The long and rich history of Featherstone Rovers Rugby League Football Club

Wednesday, 4 July 2012

Match Programme: Featherstone Rovers v Barrow 1967

Pride of place in any fan’s collection purely for sentimental reasons would have to go to the Wembley programmes from our Challenge Cup final successes, reminders of some of our happiest days. In reality, for a collector these programmes are always easy to come by because so many were printed, and therefore cheap to buy. Here we look at the 1967 final when we played today’s opponents Barrow.

The cover design is identical to other finals from 1964 to 1968 and for a shilling (5p) you get a twenty page souvenir produced by the Rugby Football League, although six pages are given to advertising, so in the modern sense, the reading material is a bit thin. The front page of the Cup final issue from that era always had a picture of the Queen on the inside cover. Just for good measure in 1967 we’ve got a portrait of the Duke of Edinburgh too. Of course, her Majesty actually turned out for this final, one of only two finals she’s ever been to. Once she found out Rovers had beaten Leeds in the semi, I’m sure she couldn’t resist the opportunity to meet Mal Dixon and the rest of the lads.

Inside are the Rovers pen pictures, and another peculiarity of the age was the way that players were given their formal full names in their profiles. Hence, Rovers team included Kenneth Greatorex, Michael Smith, Leslie Tonks and Arnold Morgan. However, Jim Thompson and Tom Smales didn’t get the same treatment.
The Featherstone Rovers profile includes the usual praise of our club being a team of local lads full of pride and passion who are always prepared to give youth their chance. One point that irks is the constant references to Rovers as the ‘Colliers’. Now there can be no doubting the long-standing and strong connection between the club and the coal-mining industry, but I’ve never heard any fan of ours ever actually refer to the club as the ‘Colliers’; I always saw it as a nickname imposed from outside.

There’s no ‘shipbuilder’ references in the Barrow article, but their star players are on their Sunday best too; Edward Tees, William Burgess and Gerald Smith.

Towards the back pages a small ad pointed out that the Cup final was Southerners’ only annual opportunity to watch RL, but that in 1967 they could get a second helping as Great Britain were to take on Australia at the White City Stadium in November. You could get tickets for 10 shillings (50p). In the event the international drew a respectable crowd of 17,445, but it was to be some time before London became anything other than solely the Cup final venue for RL fans.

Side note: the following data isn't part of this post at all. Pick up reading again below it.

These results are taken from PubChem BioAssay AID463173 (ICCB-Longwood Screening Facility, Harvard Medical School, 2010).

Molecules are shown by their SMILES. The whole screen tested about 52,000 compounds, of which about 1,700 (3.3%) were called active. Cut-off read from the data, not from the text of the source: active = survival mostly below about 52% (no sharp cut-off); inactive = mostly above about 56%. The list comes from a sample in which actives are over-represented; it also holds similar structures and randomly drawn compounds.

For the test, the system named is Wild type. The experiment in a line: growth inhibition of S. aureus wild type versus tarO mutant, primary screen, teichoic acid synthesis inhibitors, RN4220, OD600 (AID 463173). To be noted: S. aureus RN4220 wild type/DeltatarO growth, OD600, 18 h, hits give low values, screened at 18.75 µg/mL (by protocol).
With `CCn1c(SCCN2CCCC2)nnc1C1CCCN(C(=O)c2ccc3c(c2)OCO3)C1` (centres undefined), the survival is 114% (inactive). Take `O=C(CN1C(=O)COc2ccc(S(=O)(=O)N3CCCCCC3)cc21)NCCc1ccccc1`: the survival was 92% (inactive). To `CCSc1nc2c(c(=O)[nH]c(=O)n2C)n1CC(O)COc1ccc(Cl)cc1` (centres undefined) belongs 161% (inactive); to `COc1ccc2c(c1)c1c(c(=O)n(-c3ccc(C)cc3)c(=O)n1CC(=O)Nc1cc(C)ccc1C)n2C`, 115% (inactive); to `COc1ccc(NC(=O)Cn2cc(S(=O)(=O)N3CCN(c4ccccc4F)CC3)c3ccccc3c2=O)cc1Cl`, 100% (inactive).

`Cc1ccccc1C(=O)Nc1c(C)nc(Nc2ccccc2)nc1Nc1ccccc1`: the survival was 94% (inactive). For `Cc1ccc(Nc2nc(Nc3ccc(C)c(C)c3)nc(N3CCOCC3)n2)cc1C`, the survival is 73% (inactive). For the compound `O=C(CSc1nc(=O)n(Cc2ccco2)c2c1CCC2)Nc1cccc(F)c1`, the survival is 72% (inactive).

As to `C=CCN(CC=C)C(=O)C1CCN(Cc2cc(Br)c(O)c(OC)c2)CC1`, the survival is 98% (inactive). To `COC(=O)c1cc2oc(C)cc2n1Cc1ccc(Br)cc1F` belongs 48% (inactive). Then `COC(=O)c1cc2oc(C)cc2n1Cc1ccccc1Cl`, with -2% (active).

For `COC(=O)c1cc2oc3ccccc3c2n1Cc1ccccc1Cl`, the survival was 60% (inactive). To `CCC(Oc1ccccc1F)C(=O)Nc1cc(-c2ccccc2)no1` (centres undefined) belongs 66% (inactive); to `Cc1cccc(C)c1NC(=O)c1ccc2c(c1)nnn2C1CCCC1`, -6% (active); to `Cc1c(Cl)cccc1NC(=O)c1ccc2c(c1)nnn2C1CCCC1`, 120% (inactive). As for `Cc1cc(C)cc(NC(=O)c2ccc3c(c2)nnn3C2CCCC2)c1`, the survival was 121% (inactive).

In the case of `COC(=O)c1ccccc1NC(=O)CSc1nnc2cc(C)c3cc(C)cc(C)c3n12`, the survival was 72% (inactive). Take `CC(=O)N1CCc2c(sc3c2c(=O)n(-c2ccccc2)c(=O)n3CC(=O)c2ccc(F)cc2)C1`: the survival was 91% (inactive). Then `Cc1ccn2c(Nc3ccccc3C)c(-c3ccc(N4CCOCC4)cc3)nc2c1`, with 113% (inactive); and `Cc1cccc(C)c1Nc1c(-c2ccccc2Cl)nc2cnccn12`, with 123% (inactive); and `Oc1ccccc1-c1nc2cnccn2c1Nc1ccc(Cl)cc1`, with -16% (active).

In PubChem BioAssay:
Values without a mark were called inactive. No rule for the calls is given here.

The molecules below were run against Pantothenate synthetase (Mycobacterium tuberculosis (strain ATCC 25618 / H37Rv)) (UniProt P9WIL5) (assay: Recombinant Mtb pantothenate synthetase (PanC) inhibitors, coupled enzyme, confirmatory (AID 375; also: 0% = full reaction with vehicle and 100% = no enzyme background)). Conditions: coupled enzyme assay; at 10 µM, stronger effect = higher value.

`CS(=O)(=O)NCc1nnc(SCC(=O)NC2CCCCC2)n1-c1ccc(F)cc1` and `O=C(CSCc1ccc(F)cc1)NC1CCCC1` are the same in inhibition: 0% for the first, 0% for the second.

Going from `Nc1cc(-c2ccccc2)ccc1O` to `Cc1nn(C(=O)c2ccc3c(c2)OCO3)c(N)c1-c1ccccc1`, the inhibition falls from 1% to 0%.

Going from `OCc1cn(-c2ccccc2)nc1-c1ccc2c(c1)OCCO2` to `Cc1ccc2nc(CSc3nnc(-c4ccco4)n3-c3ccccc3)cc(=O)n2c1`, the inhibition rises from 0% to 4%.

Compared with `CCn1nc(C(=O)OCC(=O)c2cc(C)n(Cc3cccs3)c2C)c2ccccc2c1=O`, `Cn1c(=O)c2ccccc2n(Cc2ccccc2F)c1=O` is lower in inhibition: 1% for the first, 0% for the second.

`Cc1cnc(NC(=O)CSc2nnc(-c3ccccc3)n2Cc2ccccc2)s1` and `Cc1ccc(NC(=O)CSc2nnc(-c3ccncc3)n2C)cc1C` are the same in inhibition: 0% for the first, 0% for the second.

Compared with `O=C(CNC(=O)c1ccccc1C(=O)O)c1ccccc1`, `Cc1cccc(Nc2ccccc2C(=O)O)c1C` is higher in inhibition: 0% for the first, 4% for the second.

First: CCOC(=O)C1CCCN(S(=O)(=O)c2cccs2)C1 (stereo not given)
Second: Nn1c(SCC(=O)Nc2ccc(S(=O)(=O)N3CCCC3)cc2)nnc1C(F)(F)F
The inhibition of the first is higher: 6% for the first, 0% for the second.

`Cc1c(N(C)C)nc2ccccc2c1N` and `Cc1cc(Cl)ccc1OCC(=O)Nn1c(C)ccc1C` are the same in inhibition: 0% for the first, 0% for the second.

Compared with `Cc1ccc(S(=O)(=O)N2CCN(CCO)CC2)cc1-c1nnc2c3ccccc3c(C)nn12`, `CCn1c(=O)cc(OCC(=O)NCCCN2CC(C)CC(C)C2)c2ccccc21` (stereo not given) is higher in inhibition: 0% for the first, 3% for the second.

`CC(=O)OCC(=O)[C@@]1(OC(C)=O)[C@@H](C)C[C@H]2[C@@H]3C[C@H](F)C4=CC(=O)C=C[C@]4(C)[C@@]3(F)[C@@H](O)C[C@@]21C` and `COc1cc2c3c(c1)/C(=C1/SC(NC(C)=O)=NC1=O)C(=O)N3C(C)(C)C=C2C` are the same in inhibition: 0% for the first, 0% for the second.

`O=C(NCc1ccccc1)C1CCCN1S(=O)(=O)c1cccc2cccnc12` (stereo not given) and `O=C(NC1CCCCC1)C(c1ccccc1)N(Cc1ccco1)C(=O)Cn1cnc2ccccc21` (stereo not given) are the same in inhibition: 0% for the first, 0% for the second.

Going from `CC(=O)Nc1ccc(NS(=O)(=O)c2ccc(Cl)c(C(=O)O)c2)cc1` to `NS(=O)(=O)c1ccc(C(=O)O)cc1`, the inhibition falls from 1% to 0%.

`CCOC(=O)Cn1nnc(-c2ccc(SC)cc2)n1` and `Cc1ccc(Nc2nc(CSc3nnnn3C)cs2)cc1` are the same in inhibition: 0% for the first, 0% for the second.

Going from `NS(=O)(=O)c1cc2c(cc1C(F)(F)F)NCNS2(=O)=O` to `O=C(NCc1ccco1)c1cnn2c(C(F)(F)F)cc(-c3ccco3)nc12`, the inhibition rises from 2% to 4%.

Sunday, 1 July 2012

Peter Fox: The Players’ coach by Graham Williams and Peter Lush

This book was published in 2008, and it is perhaps surprising that it took so long for the Peter Fox story to find its way into print. Peter was of course one of our finest ever coaches and he had a huge impact on the club in two separate spells. When he was in charge from 1971 to 1974 he took Rovers to Wembley twice and to consistently high league positions. He came back in 1987 and stayed four more years, winning promotion and establishing Rovers once again among the elite of the game. His total of 304 games in charge remains a record. This very readable book covers those two spells and the rest of his colourful career as well.

The book is set out in chronological fashion and so part one covers Peter’s childhood in Sharlston and his playing days as a loose-forward at Featherstone, then Batley, among other clubs. The authors managed to dig out a number of rare old photos of Peter in his playing days.

Part two covers Fox’s coaching career and it was in this sphere that he triumphed. He took his first coaching steps with the Black Horse amateur team in the Wakefield District Sunday League, but his first professional appointment was when he beat Tommy Smales and Harry Poole to the Rovers coaching job in January 1971 and the rest, as they say, was history. After such success, it was a shock when he was allowed to leave in the summer of 1974. All aspects of the club including recruitment and team selection at that stage was done by committee. Peter wanted more of a say, and a power struggle saw him lose out and he quit. Looking back, although Rovers went on to win a Championship in 1977 and reached a couple more Cup semi-finals in 1976 and 1978, I firmly believe it was a huge mistake to let Fox leave, a move which was also against the wishes of Chairman John Jepson. Who knows how far the club could have gone had Peter stayed.

As it was, he built a championship winning side at Bradford, made with Featherstone players like Jimmy Thompson and Keith Bridges. He ran Australia close in an Ashes series, but failed to get the 1979 tour job. He also had a high profile spell at Leeds before coming back to Rovers in 1987. The one black mark on his contribution to Featherstone was the manner of his departure to Bradford in 1991, but there can be no doubt that he was a major influence on our club and on the whole sport with his forward thinking tactics and his legendary man management skills. Thankfully this book does justice to his achievements.